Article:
A smiley and quietly spoken man, Phillip Powell made his dream of opening a restaurant come true in 2016- Mama Fay’s was born on a side street of Aberystwyth’s centre, named after his mum who taught him to cook as a child.

However little did Phil know this was the start of something bigger than himself- this colourful restaurant with his mum watching over diners is the only Caribbean restaurant in town- an oasis of food and flavour to the coastal patch of Ceredigion.

Phil, who learned to cook at the elbow of his mum as the youngest of six children in Jamaica, took his cooking first to the Jamaican Defence Force and then to the British Army.

After his stint in the forces, he moved to Aberystwyth and started a stall in Aberareron market: “It was just a side hustle but people loved the food- I was overwhelmed by the response.”

On scaling up to Mama Fay’s, Aber’s response was mixed- with both flocks of students and scepticism by some neighbours (one customer asking if curried goat was similar to goat cheese).

Eventually, word got out and people began making it their regular spot, asking for Phil’s sauces and even his raw ingredients.

The 42-year-old said: “It was challenging to start but we worked hard and soon people started coming.

“I had a lot of people grateful who had been to the Caribbean or had connections to there.

“As well as the favourites - jerk chicken and curried goat - people would come in every day asking where to buy plantains, yams, cassava, ackee, goat, scotch bonnet chillis, dried spices.

“I realised I needed to do something about this.”

This year Phil opened Pansy’s Corna across the street on Portland Road, named after his Grandma who once ran her own, offering Aber residents fresh plantain, cassava and other Caribbean and world foods for the first time.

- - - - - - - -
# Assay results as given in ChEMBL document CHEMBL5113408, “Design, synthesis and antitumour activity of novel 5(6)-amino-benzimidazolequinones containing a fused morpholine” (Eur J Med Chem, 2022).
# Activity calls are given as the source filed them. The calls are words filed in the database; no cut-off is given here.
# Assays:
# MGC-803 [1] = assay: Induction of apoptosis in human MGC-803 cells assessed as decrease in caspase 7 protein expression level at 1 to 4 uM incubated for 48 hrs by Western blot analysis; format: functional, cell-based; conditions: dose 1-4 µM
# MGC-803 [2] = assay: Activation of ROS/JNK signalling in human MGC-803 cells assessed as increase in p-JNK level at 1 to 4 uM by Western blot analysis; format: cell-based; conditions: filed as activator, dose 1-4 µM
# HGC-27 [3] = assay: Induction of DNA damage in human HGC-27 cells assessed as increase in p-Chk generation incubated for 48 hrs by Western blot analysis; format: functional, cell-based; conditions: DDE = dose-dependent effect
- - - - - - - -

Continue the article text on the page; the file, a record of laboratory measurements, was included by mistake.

Pansy’s Corna sold 60 plantains in the first two days of opening- wiping out his stock: “I was blown away, the reaction has been amazing.”

Though Chinese and Indian restaurants already offered a respite from fish and chips, no world food shop was available for residents to cook with themselves.

The whole enterprise is a tribute to his mum who passed when he was just 19: “I grew up in the kitchen.

“We would bake together and I would follow her to her market stall. She did it on a smaller scale but didn’t have the know-how or support at the time to grow her business into something bigger, especially as a single parent.

“She did an incredible job and taught me everything I know. I couldn’t have asked for a better mum.

“The restaurant is a tribute to her, as she never got a chance to see what I’ve done.”

His grandma Pansy also passed away when he was 14: “I never got to experience her corner shop. I’ve heard lots of stories about the famous shop. It’s my tribute to her.”